Collar
The way the collar is attached is different to a dress or blouse, and unfortunately this bit of the class wasn’t very clear.  It did reference an artical from Threads Magazine, which I found here, but predictably I didn’t bother looking at it at the time, and just winged it!  It turned out ok though, and then I found some more references to this method in a couple of my books.  I’ll know again though.

The under collar is cut on the bias, and the top collar is cut on the straight grain.
Setting in the sleeves

The class shows a method that I hadn’t heard of before, which is to gather the sleeve heads using a strip of bias cut fabric.  It suggests using hair canvas or the coat fabric.  I was a bit sceptical about it, so cut out two sleeves heads and practiced on them.  I tried both hair canvas and the coat fabric, and ended up using the coat fabric.  

 

The strips are cut 2″ wide and 12″ long, and then you line the long edge of the strip up with the edge of the sleeve head.  Starting at the top of the sleeve head (the bit that lines up with the shoulder seam), you sew it in within the seam allowance – I think it was 1/2″.  You stretch out the bias strip as you push the sleeve head under the foot.  I pushed the sleeve head a bit too much on one and got some puckers, but just unpicked and did it again.

I really wasn’t sure how this would fit into the armhole, but it did!  There is a little bit of give if you need to stretch it out a bit, and I was delighted with how the sleeves looked.   

This was taken on my phone, but you can see the strip around the top of the sleeve head after the sleeve has been set in. 

Shoulder Pads
It wouldn’t be me if there wasn’t some overthinking involved, and with everything that’s involved in making a jacket, it was quite a surprise to find out it would be on the shoulder pads.  I had bought some shoulder pads, but when I pinned them in I thought they showed though to the outside.  So I remembered this great post from Manju, and basically copied how she made her shoulder pads.

Then came the sleeve heads which fill out the very top of the sleeve.  I would have sworn there was a bit about sleeve heads in the class, but it turned out there wasn’t!  After a lot of doubting my own mind, I realised that they were in another Craftsy class I have.  Then I couldn’t decide if it was the right thing to do to add them.  Eventually (and be glad you don’t live in the same house as me!) I thought I’d put them in because I could always take them out if I didn’t like them.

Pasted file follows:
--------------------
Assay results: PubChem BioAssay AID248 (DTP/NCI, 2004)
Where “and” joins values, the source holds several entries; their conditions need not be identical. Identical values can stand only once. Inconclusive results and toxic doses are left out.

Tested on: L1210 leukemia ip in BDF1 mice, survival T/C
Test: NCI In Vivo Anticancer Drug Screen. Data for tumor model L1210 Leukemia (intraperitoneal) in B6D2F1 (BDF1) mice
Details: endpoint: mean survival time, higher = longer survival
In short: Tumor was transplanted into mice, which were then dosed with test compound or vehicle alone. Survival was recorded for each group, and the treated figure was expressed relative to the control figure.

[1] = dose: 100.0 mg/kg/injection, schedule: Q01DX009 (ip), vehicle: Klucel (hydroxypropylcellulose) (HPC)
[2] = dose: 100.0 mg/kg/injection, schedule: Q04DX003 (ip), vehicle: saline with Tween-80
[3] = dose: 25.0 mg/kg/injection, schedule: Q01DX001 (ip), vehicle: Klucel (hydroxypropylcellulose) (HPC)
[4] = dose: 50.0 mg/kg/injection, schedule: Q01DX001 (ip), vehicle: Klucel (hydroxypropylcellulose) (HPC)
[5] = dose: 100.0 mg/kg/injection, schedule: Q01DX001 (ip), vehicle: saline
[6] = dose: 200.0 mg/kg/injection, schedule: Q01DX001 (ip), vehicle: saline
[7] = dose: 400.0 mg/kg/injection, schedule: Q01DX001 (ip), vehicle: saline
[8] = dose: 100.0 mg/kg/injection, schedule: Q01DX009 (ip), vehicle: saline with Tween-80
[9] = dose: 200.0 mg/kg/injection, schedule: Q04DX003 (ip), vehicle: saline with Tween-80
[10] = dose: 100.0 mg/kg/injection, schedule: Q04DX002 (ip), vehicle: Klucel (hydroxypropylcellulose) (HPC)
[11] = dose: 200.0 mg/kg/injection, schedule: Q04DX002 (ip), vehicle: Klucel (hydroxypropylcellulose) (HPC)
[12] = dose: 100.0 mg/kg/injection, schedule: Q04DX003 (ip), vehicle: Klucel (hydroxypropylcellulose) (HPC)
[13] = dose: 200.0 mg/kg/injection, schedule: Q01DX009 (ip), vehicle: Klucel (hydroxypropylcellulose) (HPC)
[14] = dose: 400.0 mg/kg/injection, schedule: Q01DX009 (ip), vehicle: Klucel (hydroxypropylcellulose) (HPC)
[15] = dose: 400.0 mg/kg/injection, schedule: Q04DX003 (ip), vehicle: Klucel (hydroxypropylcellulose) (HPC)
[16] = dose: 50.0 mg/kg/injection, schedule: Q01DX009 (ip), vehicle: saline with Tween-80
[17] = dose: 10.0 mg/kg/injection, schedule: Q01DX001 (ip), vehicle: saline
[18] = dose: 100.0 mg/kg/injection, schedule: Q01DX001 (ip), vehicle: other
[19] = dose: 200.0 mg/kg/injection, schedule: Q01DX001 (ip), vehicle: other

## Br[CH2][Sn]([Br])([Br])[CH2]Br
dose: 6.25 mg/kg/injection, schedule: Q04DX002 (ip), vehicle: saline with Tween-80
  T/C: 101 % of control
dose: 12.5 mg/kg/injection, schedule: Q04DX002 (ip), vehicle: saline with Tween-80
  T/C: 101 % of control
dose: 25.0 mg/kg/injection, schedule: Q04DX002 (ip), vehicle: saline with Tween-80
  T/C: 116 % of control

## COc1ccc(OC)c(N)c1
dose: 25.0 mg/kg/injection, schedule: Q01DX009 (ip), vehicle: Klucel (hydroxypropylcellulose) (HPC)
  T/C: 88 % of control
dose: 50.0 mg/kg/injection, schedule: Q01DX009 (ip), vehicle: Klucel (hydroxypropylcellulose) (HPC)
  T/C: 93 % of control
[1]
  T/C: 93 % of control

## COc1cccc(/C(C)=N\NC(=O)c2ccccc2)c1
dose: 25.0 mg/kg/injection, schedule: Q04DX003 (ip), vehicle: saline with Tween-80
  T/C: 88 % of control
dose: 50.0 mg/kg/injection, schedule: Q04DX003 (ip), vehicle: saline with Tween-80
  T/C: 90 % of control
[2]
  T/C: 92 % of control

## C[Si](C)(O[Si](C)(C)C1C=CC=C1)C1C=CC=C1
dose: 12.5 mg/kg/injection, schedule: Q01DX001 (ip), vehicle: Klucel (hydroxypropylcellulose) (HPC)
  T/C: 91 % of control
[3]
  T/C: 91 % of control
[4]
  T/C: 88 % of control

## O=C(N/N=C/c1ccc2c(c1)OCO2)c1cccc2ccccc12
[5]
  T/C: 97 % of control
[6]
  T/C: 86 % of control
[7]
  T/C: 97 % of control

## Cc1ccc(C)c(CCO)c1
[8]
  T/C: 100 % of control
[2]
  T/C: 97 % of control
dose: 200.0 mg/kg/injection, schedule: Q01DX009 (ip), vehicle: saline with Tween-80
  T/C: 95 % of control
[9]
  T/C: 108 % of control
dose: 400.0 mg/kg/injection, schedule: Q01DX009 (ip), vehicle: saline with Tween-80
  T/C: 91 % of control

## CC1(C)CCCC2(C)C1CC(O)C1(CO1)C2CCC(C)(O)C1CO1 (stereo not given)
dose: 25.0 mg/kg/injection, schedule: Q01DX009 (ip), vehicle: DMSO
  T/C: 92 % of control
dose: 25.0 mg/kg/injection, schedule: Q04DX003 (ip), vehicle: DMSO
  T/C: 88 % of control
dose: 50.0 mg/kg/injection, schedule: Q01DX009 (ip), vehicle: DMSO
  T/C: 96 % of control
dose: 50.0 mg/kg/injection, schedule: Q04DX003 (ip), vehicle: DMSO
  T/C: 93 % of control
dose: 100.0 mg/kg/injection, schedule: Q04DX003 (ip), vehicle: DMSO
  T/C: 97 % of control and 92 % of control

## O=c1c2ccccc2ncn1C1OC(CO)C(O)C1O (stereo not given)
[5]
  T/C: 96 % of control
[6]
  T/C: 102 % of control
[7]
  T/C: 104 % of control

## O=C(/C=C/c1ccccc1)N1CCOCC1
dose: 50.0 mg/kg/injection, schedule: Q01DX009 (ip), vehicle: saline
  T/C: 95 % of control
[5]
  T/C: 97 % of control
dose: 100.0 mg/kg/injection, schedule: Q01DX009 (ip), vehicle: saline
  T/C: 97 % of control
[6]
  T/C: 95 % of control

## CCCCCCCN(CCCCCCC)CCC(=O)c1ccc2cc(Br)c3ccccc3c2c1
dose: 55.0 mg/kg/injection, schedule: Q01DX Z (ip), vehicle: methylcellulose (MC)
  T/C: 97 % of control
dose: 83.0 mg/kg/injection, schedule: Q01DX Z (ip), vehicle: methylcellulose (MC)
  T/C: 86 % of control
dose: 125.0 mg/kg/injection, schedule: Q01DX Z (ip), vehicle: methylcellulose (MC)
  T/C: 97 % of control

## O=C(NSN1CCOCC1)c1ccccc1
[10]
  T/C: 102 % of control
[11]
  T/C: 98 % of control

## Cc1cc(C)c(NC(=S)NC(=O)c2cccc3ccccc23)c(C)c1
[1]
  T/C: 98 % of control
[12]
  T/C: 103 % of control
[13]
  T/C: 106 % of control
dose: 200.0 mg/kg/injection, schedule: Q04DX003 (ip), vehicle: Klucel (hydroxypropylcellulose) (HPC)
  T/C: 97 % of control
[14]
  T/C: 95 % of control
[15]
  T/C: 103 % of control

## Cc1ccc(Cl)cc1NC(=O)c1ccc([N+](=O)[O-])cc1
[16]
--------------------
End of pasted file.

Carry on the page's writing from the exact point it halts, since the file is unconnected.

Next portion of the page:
I forgot to take photos of all of this until everything was sewn in place, and even then this photo was taken on my phone.

 

I really enjoyed making this jacket, and it wasn’t as difficult as I thought it would be, but it definately helped to have a class to follow along with.  I’m already planning more coats after finding these vintage patterns on ebay.

 

The one on the left was £3.99 and is a single size pattern.  I think it is roughly the right size, but will make a toile first.  The pattern company is Le Roy Weldon, which I hadn’t heard of before, but my mum said she remembered her mum having some of their patterns.  It’s from the 1960s, and the price sticker in the top left corner say 5/9′; my dad said that worked out at about 35p.  The green coat in View B is the green winter coat of my dreams, and also the lady wearing it reminds me of my mum.   

The pattern on the left is from Family Circle which was a magazine that I remember my Granny buying.  This pattern was £2.50, and is a multi sized pattern.  I can see this in a charcoal grey or charcoal purple, although I think I would add buttons and widen the skirt on the back a bit.

 

Apologies for the slightly wind-swept photos, it’s been very breezy today, but yesterday morning we had snow, so I shouldn’t complain!  You’ve got to love the British weather!  And Monday is the May Day bank holiday, so it will be a long weekend of sewing for me.

Enjoy if you‘re off too!

Lynne 

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Starlet Suit Jacket – Craftsy Class

I had loved this jacket since the class was first released, but didn’t buy it then because I was pretty new to sewing.  I did manage to get it during a Craftsy sale, which is just as well as it doesn’t seem to be available any more.  The teacher is Gretchen from Gertie’s Blog For better Sewing, and if you like the look of the jacket, there is a similar pattern in her book, Gertie’s Book For Better Sewing.

 

I finally decided to have a go at making it after buying this lovely lilac herringbone fabric on ebay for £33 for 5 metres.  It’s 65% polyester and 35% wool and was a lucky find, and I knew I‘d have enough fabric to re-cut if I needed to.  In the end, I didn’t need to re-cut, and the jacket only took 2 metres of fabric.  I made a toile before Christmas, and then spent some time gathering together all the other bits and pieces that I needed.  I had planned to start it over Easter , which I did by cutting it out on Easter Sunday.

 

I’m delighted with how it turned out, and have a lot to say about it, so I’ll break it down.


Hand Tailoring

I did all the hand tailoring when I was off work on Easter Monday and Tuesday.  It was enjoyable, although it did get a bit tedious towards the end.

 

This is both fronts with the pad stitching done on the lapels, and the roll line and edges taped.  I think the bit that turned out best was the under collar.  I didn’t take a photo of it by itself, but it stood up beautifully after it had been shaped!

 

I think I will investigate some different hair canvases for my next coat.  I got this canvas on ebay, but if anybody has any recommendations, please let me know.